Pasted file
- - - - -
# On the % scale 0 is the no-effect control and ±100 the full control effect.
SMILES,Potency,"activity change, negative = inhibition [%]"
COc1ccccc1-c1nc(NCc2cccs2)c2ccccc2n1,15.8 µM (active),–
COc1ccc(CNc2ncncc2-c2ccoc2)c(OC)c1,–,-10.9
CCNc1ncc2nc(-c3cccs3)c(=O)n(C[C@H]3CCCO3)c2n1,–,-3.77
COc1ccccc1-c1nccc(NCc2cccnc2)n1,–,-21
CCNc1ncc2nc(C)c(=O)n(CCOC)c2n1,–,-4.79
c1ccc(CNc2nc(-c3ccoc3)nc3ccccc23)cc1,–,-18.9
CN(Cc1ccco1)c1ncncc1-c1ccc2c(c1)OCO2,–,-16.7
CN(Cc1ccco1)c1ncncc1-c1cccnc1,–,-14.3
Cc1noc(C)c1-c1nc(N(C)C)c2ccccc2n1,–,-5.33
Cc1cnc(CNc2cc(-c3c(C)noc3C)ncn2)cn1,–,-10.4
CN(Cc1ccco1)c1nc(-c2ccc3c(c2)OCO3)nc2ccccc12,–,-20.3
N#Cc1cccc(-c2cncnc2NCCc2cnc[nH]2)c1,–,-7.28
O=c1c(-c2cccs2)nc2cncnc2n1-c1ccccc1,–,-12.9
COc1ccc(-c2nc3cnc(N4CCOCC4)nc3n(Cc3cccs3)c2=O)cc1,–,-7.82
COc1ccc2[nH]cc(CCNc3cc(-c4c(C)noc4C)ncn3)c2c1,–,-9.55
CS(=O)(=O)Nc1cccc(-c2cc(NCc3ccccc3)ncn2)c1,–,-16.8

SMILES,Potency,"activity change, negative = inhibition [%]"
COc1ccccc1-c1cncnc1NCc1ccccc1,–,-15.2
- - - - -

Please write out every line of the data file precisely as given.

# On the % scale 0 is the no-effect control and ±100 the full control effect.
SMILES,Potency,"activity change, negative = inhibition [%]"
COc1ccccc1-c1nc(NCc2cccs2)c2ccccc2n1,15.8 µM (active),–
COc1ccc(CNc2ncncc2-c2ccoc2)c(OC)c1,–,-10.9
CCNc1ncc2nc(-c3cccs3)c(=O)n(C[C@H]3CCCO3)c2n1,–,-3.77
COc1ccccc1-c1nccc(NCc2cccnc2)n1,–,-21
CCNc1ncc2nc(C)c(=O)n(CCOC)c2n1,–,-4.79
c1ccc(CNc2nc(-c3ccoc3)nc3ccccc23)cc1,–,-18.9
CN(Cc1ccco1)c1ncncc1-c1ccc2c(c1)OCO2,–,-16.7
CN(Cc1ccco1)c1ncncc1-c1cccnc1,–,-14.3
Cc1noc(C)c1-c1nc(N(C)C)c2ccccc2n1,–,-5.33
Cc1cnc(CNc2cc(-c3c(C)noc3C)ncn2)cn1,–,-10.4
CN(Cc1ccco1)c1nc(-c2ccc3c(c2)OCO3)nc2ccccc12,–,-20.3
N#Cc1cccc(-c2cncnc2NCCc2cnc[nH]2)c1,–,-7.28
O=c1c(-c2cccs2)nc2cncnc2n1-c1ccccc1,–,-12.9
COc1ccc(-c2nc3cnc(N4CCOCC4)nc3n(Cc3cccs3)c2=O)cc1,–,-7.82
COc1ccc2[nH]cc(CCNc3cc(-c4c(C)noc4C)ncn3)c2c1,–,-9.55
CS(=O)(=O)Nc1cccc(-c2cc(NCc3ccccc3)ncn2)c1,–,-16.8

SMILES,Potency,"activity change, negative = inhibition [%]"
COc1ccccc1-c1cncnc1NCc1ccccc1,–,-15.2